As others have noted, the standard personal-finance advice is to use a credit card for the float only, i.e., to pay the balance off in full every month.  Another common element of personal-finance advice is to navigate to a situation where the current month's bills (including any for credit cards) are paid with money earned the previous month or earlier.

If a person is banked but cannot get a credit card, or has had to cut up his or her credit cards as part of a strategy for eventually paying off an outstanding credit card balance, that is one thing.  But using a debit card for general purchases opens the door to fraud losses (debit cards have no loss ceiling and no dispute rights) or to one's account being drained by someone else who has gotten the number through a skimmer or by unauthorized copying during unobserved swiping.

That's all well and good.  But not having a credit card prohibits a person from spending money he doesn't actually have.  The ability to potentially overspend one's means too often leads to actually overspending one's means.
Title: Re: Least favorite road trip you have been on?
Post by: J N Winkler on November 14, 2018, 03:55:58 PM
That's all well and good.  But not having a credit card prohibits a person from spending money he doesn't actually have.  The ability to potentially overspend one's means too often leads to actually overspending one's means.

By US banking norms, yes, that is generally the case.  But in other countries, e.g. the UK, the debit card actually gives access to an overdraft that is effectively a revolving line of credit.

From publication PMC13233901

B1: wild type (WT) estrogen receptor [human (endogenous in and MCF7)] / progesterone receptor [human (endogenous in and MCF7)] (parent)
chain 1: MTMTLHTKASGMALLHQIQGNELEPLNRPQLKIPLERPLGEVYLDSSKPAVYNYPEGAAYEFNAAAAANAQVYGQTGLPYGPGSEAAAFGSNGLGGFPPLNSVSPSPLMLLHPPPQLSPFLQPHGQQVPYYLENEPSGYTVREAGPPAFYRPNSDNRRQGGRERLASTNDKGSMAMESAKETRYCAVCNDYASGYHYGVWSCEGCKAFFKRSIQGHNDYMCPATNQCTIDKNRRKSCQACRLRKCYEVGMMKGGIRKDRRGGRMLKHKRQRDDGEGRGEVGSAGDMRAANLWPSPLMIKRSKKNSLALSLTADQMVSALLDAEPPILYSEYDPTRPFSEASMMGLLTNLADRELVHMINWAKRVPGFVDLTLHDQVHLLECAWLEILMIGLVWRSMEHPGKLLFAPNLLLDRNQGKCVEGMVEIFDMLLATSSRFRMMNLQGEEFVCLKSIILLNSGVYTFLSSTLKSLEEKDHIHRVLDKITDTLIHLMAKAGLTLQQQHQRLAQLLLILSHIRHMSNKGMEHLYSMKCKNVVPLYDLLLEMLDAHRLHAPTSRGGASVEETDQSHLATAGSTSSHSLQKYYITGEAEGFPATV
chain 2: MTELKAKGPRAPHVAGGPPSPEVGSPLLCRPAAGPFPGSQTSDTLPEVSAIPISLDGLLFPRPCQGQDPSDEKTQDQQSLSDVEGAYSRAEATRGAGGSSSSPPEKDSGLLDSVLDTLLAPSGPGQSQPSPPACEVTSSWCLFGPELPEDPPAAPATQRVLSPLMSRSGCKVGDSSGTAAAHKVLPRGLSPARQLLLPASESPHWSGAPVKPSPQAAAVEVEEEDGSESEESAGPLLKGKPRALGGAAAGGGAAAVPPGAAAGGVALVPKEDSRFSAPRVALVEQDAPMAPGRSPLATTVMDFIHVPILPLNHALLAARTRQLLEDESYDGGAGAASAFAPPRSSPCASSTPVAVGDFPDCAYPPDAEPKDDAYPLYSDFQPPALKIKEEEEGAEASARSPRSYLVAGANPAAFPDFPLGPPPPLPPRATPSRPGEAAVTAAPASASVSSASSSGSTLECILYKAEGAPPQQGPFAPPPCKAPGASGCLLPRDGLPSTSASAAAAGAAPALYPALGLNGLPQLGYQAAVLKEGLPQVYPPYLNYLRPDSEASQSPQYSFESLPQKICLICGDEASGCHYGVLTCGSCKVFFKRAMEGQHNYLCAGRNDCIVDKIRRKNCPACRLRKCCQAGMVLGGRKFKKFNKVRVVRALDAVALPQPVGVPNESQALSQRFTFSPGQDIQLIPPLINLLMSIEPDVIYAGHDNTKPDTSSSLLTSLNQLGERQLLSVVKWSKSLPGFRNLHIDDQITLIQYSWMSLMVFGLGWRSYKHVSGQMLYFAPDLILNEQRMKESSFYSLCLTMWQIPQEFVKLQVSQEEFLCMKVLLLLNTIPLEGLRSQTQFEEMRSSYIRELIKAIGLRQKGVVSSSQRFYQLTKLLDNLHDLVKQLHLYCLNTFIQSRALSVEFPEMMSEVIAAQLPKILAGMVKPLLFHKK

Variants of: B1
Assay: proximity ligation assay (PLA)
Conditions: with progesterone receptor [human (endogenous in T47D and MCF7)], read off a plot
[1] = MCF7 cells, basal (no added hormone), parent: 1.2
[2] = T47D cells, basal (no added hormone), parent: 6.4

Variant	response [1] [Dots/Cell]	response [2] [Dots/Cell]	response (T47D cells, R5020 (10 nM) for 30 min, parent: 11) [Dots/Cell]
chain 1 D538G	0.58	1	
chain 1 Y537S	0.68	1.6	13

There is no escaping the problem of self-control.  When it is an issue, I prefer cash rather than a debit card, because in more than 20 years of my own banking and observing family members' banking, I have found that compromise of card data has occurred much more frequently than pilferage of paper money.  And signals don't come clearer than opening your wallet and watching the moths fly out.
Title: Re: Least favorite road trip you have been on?
Post by: kphoger on November 14, 2018, 04:21:26 PM
That's all well and good.  But not having a credit card prohibits a person from spending money he doesn't actually have.  The ability to potentially overspend one's means too often leads to actually overspending one's means.

By US banking norms, yes, that is generally the case.  But in other countries, e.g. the UK, the debit card actually gives access to an overdraft that is effectively a revolving line of credit.

There is no escaping the problem of self-control.  When it is an issue, I prefer cash rather than a debit card, because in more than 20 years of my own banking and observing family members' banking, I have found that compromise of card data has occurred much more frequently than pilferage of paper money.  And signals don't come clearer than opening your wallet and watching the moths fly out.

I once came very close to being mugged.  Having just cashed out my bank account because I was preparing for my wedding and was literally in the process of moving, I had about $3000 in cash on me at the time.

When travelling, I feel quite uncomfortable with a large amount of cash on hand for the trip and prefer to limit the potential bounty a thief could enjoy.  For day-to-day life, though, I agree that cash is good.